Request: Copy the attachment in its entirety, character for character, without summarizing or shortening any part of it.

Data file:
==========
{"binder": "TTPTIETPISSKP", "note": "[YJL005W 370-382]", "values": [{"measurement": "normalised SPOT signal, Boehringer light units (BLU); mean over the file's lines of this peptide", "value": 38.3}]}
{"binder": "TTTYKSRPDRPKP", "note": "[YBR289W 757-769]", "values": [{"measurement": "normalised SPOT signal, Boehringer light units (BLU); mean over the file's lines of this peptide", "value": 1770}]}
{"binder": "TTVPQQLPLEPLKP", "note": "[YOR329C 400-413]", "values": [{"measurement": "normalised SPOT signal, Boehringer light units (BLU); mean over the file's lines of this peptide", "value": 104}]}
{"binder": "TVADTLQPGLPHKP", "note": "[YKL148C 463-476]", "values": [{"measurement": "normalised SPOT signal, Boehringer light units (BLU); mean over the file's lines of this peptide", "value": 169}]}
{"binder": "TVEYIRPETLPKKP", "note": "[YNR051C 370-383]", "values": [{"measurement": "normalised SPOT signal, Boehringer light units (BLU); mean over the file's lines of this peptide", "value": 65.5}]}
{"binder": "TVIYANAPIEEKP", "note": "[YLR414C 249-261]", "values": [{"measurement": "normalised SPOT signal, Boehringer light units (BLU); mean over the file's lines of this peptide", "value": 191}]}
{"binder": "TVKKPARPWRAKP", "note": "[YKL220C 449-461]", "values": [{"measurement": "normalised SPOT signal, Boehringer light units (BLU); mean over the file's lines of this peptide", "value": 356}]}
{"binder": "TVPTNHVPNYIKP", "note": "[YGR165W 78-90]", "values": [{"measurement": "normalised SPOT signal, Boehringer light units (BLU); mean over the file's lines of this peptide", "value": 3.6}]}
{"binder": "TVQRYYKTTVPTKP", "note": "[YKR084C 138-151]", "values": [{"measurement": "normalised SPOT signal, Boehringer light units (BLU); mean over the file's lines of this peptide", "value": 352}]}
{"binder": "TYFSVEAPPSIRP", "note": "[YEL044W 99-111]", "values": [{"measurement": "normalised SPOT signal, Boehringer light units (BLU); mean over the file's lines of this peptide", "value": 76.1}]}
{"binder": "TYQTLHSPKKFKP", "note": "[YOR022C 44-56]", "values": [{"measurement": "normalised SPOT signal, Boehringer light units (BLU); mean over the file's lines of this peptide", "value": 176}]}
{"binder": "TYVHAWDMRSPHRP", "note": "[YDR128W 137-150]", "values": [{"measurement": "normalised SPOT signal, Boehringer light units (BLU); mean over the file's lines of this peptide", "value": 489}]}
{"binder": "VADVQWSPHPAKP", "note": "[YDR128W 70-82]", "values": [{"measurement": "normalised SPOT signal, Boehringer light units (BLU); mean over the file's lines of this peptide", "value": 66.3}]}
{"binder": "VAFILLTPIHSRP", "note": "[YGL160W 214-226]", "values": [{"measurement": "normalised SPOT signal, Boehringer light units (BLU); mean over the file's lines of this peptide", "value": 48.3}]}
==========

{"binder": "TTPTIETPISSKP", "note": "[YJL005W 370-382]", "values": [{"measurement": "normalised SPOT signal, Boehringer light units (BLU); mean over the file's lines of this peptide", "value": 38.3}]}
{"binder": "TTTYKSRPDRPKP", "note": "[YBR289W 757-769]", "values": [{"measurement": "normalised SPOT signal, Boehringer light units (BLU); mean over the file's lines of this peptide", "value": 1770}]}
{"binder": "TTVPQQLPLEPLKP", "note": "[YOR329C 400-413]", "values": [{"measurement": "normalised SPOT signal, Boehringer light units (BLU); mean over the file's lines of this peptide", "value": 104}]}
{"binder": "TVADTLQPGLPHKP", "note": "[YKL148C 463-476]", "values": [{"measurement": "normalised SPOT signal, Boehringer light units (BLU); mean over the file's lines of this peptide", "value": 169}]}
{"binder": "TVEYIRPETLPKKP", "note": "[YNR051C 370-383]", "values": [{"measurement": "normalised SPOT signal, Boehringer light units (BLU); mean over the file's lines of this peptide", "value": 65.5}]}
{"binder": "TVIYANAPIEEKP", "note": "[YLR414C 249-261]", "values": [{"measurement": "normalised SPOT signal, Boehringer light units (BLU); mean over the file's lines of this peptide", "value": 191}]}
{"binder": "TVKKPARPWRAKP", "note": "[YKL220C 449-461]", "values": [{"measurement": "normalised SPOT signal, Boehringer light units (BLU); mean over the file's lines of this peptide", "value": 356}]}
{"binder": "TVPTNHVPNYIKP", "note": "[YGR165W 78-90]", "values": [{"measurement": "normalised SPOT signal, Boehringer light units (BLU); mean over the file's lines of this peptide", "value": 3.6}]}
{"binder": "TVQRYYKTTVPTKP", "note": "[YKR084C 138-151]", "values": [{"measurement": "normalised SPOT signal, Boehringer light units (BLU); mean over the file's lines of this peptide", "value": 352}]}
{"binder": "TYFSVEAPPSIRP", "note": "[YEL044W 99-111]", "values": [{"measurement": "normalised SPOT signal, Boehringer light units (BLU); mean over the file's lines of this peptide", "value": 76.1}]}
{"binder": "TYQTLHSPKKFKP", "note": "[YOR022C 44-56]", "values": [{"measurement": "normalised SPOT signal, Boehringer light units (BLU); mean over the file's lines of this peptide", "value": 176}]}
{"binder": "TYVHAWDMRSPHRP", "note": "[YDR128W 137-150]", "values": [{"measurement": "normalised SPOT signal, Boehringer light units (BLU); mean over the file's lines of this peptide", "value": 489}]}
{"binder": "VADVQWSPHPAKP", "note": "[YDR128W 70-82]", "values": [{"measurement": "normalised SPOT signal, Boehringer light units (BLU); mean over the file's lines of this peptide", "value": 66.3}]}
{"binder": "VAFILLTPIHSRP", "note": "[YGL160W 214-226]", "values": [{"measurement": "normalised SPOT signal, Boehringer light units (BLU); mean over the file's lines of this peptide", "value": 48.3}]}